Sunday, October 4, 2009

Pep Talk.

Another meeting. We’d been called to one of those goddamn windowless conference rooms abutting the elevator shaftway. It was boiling hot in there but it didn’t matter -- the firm was saving energy, that’s what mattered. Green was important. Green was money and green was social conscience. No matter how many people you laid off, you could always make a statement by going green.

The boss was supposed to arrive soon and dread was spreading through the closed room like an ink stain in a wet shirt pocket. Some of us sat, then stood, then sat again. Some of us stood, then sat, then stood again. The SOB was never on time. Somebody volunteered to go get more chairs. Everybody looked gray. Too much time indoors poring over the numbers. The effin numbers that told us nothing except that our jobs were in jeopardy. We sucked on mints. Someone dropped off a case of Poland Spring water even though those plastic bottles definitely weren’t green. Some of us shuffled our feet and counted carpet threads. A couple of us began fanning ourselves with our notebooks. A few noses wrinkled at the first sourish whiff of BO. Some of us counted backwards from a hundred like patients do when about to get etherized and others tried to imagine sitting under a palm tree somewhere in the Caribbean. Everyone had had it. We had run out of juice. Hell, the whole industry had run out of juice, the way it was run. We were betting on dead celebrities.

Pinky Kaiser said it best: “We used to run on fumes but now there aren’t even any fumes left.”

Finally the boss came in. His eyes were bloodshot but his teeth were as white as a showroom toilet. His little silver skull-and-crossbones cufflinks sparkled. For effect, he had loosened his tie and unbuttoned his collar. He was wearing enough Antonio Banderas cologne to make anyone within spitting distance light-headed. After popping his knuckles a couple of times, he scanned the room and flexed his jaw.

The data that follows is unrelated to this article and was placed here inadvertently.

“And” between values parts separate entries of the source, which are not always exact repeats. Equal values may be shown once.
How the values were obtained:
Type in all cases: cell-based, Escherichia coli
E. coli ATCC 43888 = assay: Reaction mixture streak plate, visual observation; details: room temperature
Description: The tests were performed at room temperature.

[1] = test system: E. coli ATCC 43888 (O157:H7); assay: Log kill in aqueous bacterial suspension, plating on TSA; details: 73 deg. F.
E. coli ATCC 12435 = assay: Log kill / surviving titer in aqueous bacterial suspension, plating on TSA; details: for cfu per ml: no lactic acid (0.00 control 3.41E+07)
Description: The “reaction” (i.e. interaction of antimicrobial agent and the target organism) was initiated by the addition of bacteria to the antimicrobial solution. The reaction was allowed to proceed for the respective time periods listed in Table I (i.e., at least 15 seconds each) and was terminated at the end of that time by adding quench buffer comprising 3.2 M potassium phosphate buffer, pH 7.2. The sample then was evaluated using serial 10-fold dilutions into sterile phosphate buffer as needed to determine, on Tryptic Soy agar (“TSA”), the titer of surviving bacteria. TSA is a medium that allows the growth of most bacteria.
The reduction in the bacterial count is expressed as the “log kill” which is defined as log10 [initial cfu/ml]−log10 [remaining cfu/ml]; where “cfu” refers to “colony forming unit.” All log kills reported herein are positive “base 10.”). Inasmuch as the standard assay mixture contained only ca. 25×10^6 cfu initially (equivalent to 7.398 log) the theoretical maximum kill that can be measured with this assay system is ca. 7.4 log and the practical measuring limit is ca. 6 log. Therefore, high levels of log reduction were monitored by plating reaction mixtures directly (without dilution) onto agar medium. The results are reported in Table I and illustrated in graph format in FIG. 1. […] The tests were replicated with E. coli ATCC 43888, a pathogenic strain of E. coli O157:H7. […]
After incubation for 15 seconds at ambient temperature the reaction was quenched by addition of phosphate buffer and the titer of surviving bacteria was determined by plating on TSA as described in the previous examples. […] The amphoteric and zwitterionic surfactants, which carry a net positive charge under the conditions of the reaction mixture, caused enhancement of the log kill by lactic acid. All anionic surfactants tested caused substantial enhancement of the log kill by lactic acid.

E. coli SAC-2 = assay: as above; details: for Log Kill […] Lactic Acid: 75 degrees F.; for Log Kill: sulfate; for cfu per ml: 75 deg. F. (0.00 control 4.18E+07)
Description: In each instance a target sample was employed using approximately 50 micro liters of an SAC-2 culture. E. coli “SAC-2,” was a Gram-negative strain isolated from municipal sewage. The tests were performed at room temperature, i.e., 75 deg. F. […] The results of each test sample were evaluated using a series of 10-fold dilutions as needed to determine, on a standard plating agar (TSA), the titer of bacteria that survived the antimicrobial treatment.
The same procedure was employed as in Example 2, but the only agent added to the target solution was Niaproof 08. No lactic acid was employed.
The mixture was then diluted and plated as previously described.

“We have watched our market share fall and we have seen our paradigms shift. We have tried to do everything in our power to defend our business against this climate. But we have come up short. We can’t find additional revenue, so we must reduce costs. Again. And you all know that our biggest cost is people. This is a hard truth to swallow. So we must make sacrifices across the board. No one is exempt but me. Every department must take a hit. Now is a time for reflection. Each one of you must ask yourself the question: ‘do I belong here?’”

Randy Randy shot a nervous glance toward Lucy Doe who was studying her cuticles. The building's machinery hummed and the flourescent light fixtures hissed. She thought to herself, “How can anyone afford to buy books in this economy? Is the business ever going to come back?” They’d all been through tough times before, but the current situation was unprecedented. E-books cannibalizing sales, retail chain failures, the “free" economy, grotesque over-production and market saturation, employee turnover, the death of print media, the proliferation of niches and the explosion of self-published content. It was all too much.

After fighting off tears, Lucy looked up. What the boss was saying sounded important. “I can’t fire all of you, even though I’d like to start with a clean slate, with people whose minds haven’t been poisoned by experience. You think because you’ve been in the business all these years it means that you’re prepared to deal with change? You’re wrong. That experience of yours is garbage. Throw it in the trash. It no longer applies. We need a new road map if we’re going to get where we need to go. One that isn’t based on the past. We’ve got to dig in and protect our assets. That’s why our lawyers are working hard to build a Maginot line around our content. At the same time, we’ve got shed our liabilities. That means employees. Yes, we still need some people to turn the lights on and off, but this will be the end of the line for many of you.”

Big effin deal. There had been rumors circulating for months that something major was going to happen. The company was millions of dollars behind plan and deep in debt. The sales outlook was bleak. Sure, we were still profitable by historical standards, but just barely. It didn’t matter anyway. The boss didn’t care if we made a little money or broke even. Somehow a publishing company had metastasized into a media conglomerate. The home office needed continual growth to pay down its debt. Otherwise how would they be able to borrow to fund future growth?

Pinky Kaiser said it best: “This cash cow may be quaint but they need the milk.”

The boss cast his bloody eye over the room. “Do I have any volunteers? Someone willing to make the necessary sacrifices? Who’ll go back to their desks and start firing people? Right now. Today. I need warriors.” No one said a thing, no one raised an eyebrow. We had had it. He was talking to zombies. “Okay then. This meeting is over. Keep your calendars open -- my assistant will be setting up appointments with each of you individually. And I wouldn’t book any vacations if I were you.”

No comments:

Post a Comment